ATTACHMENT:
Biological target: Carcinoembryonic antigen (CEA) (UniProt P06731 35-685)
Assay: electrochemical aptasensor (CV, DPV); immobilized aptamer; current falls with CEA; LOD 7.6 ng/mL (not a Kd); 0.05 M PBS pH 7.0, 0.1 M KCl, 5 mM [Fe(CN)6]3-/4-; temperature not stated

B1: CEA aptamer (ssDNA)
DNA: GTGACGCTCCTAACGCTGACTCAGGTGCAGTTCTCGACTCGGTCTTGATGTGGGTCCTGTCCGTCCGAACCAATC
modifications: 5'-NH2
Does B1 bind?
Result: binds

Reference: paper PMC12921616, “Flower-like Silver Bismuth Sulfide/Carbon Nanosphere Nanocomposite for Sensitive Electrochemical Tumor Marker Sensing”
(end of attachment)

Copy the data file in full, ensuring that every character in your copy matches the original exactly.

Biological target: Carcinoembryonic antigen (CEA) (UniProt P06731 35-685)
Assay: electrochemical aptasensor (CV, DPV); immobilized aptamer; current falls with CEA; LOD 7.6 ng/mL (not a Kd); 0.05 M PBS pH 7.0, 0.1 M KCl, 5 mM [Fe(CN)6]3-/4-; temperature not stated

B1: CEA aptamer (ssDNA)
DNA: GTGACGCTCCTAACGCTGACTCAGGTGCAGTTCTCGACTCGGTCTTGATGTGGGTCCTGTCCGTCCGAACCAATC
modifications: 5'-NH2
Does B1 bind?
Result: binds

Reference: paper PMC12921616, “Flower-like Silver Bismuth Sulfide/Carbon Nanosphere Nanocomposite for Sensitive Electrochemical Tumor Marker Sensing”